Can a good school help its students overcome the adverse effects of economic disadvantage and family adversity? Recent educational assessment suggests that the answer may be a painful no. Here, however, is a book that contradicts the prevailing pessimism about the possibilities of education. In Fifteen Thousand Hours, Michael Rutter and his colleagues show conclusively that schools can make a difference.
In a three-year study of a dozen secondary schools in a large urban area, Rutter's team found that some schools were demonstrably better than others at promoting the academic and social success of their students. Moreover, there were clear and interesting differences between the schools that promote success and the schools that promote failure. As Rutter shows, these differences provide important clues to the kind of educational reform that might allow inner-city schools to act more uniformly as a positive and protective influence on students who must grow up in an otherwise disordered and difficult world.
For a dozen years during their formative period of development, children spend as many of their working hours at school as at home—some 15,000 hours in all. To suggest that this tremendous amount of time has no effect on development seems irrational. To settle for schools that simply act as institutions of containment for disadvantaged children seems a strategy of despair. The importance of this major book in education is its clear demonstration that these are not the only alternatives.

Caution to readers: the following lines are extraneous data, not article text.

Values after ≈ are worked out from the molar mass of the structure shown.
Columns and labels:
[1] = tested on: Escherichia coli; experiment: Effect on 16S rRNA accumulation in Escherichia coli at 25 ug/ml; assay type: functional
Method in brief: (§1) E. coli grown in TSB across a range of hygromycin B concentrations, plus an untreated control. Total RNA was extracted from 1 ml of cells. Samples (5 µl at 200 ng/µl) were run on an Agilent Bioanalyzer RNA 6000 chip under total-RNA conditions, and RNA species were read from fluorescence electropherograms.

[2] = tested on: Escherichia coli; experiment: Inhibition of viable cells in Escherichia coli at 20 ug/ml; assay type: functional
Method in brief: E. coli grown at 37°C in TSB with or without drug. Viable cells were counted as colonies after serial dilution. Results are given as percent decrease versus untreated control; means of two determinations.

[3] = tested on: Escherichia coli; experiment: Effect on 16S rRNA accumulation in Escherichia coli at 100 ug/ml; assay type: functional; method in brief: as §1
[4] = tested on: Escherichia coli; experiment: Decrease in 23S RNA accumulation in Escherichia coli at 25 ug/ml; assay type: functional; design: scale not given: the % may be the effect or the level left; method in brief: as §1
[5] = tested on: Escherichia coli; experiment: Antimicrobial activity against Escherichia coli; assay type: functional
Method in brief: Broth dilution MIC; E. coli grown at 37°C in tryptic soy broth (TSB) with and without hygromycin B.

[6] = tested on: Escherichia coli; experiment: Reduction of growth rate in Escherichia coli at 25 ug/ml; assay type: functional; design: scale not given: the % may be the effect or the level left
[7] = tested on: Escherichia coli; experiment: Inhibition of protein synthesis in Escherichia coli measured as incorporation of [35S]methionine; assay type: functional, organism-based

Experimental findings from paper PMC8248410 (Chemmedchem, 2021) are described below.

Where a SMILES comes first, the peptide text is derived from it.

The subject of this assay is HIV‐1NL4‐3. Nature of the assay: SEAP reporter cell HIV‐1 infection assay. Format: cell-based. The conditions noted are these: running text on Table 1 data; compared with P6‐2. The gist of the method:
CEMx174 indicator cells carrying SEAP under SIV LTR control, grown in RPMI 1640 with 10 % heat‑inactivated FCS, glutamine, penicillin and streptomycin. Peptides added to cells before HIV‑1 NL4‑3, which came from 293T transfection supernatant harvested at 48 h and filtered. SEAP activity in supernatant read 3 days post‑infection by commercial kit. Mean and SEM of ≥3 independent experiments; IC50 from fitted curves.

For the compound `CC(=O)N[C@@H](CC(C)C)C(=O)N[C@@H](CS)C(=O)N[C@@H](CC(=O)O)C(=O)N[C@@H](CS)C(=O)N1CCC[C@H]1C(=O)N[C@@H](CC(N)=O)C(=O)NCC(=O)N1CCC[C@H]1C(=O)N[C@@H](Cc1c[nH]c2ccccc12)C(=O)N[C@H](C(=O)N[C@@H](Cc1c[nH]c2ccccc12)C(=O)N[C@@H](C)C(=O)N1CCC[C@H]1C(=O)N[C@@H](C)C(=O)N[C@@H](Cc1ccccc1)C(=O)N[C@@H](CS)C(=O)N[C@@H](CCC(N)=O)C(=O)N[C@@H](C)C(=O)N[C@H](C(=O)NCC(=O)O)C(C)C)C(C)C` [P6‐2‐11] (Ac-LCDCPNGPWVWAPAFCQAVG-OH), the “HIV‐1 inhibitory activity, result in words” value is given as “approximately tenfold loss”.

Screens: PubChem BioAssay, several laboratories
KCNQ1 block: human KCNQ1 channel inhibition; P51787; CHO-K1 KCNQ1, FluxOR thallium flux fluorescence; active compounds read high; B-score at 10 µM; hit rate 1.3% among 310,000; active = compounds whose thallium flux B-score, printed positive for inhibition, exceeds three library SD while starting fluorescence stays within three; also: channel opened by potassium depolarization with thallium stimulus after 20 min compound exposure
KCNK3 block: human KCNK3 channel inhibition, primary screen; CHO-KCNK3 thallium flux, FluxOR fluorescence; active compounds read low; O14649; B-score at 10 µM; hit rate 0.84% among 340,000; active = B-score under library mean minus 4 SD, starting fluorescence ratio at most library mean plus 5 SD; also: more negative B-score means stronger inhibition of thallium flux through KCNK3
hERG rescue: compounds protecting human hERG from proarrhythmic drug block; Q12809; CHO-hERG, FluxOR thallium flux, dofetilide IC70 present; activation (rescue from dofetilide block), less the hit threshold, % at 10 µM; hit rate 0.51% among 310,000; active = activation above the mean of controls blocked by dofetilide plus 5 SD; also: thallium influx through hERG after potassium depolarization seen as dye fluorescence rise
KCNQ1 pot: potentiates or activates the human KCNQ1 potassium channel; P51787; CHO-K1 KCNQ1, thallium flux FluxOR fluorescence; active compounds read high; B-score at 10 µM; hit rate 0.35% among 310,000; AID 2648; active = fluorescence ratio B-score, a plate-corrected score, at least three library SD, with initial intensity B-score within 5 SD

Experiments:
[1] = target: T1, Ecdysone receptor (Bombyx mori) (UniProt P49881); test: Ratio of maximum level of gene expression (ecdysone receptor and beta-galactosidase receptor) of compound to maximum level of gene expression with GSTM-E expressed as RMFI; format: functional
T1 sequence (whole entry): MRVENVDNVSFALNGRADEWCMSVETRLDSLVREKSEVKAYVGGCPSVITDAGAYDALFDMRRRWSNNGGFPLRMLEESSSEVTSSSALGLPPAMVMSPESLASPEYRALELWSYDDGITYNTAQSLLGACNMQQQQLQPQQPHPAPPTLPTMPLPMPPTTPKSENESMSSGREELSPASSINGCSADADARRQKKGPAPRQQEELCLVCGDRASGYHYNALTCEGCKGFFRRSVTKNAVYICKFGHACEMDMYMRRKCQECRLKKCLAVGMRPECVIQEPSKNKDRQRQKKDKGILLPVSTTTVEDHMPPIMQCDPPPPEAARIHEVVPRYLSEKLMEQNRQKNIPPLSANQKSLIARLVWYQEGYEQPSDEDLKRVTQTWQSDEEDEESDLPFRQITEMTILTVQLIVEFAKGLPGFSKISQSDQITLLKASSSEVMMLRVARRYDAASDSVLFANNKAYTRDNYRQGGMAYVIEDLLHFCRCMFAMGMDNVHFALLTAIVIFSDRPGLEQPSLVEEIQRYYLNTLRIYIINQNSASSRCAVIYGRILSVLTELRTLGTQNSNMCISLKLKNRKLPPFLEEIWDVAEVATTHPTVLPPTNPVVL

[Rutter’s] findings, backed up with impressive statistics, fly in the face of a popular American theory that holds that if a student body has too many social disadvantages, there is not much that can be done for it educationally.
This important document should he taken seriously by all who are concerned with schooling… [It] confirms common sense: that approximately 15,000 hours spent in schools does matter. It says that schools are complex social institutions in which many factors merge to create an atmosphere that can influence pupil outcomes differentially, regardless of pupil background. It offers hope that schools can be improved no matter where they are located. And it offers provocative findings that beg for serious attention and further research investigation.
- Harvard University Press
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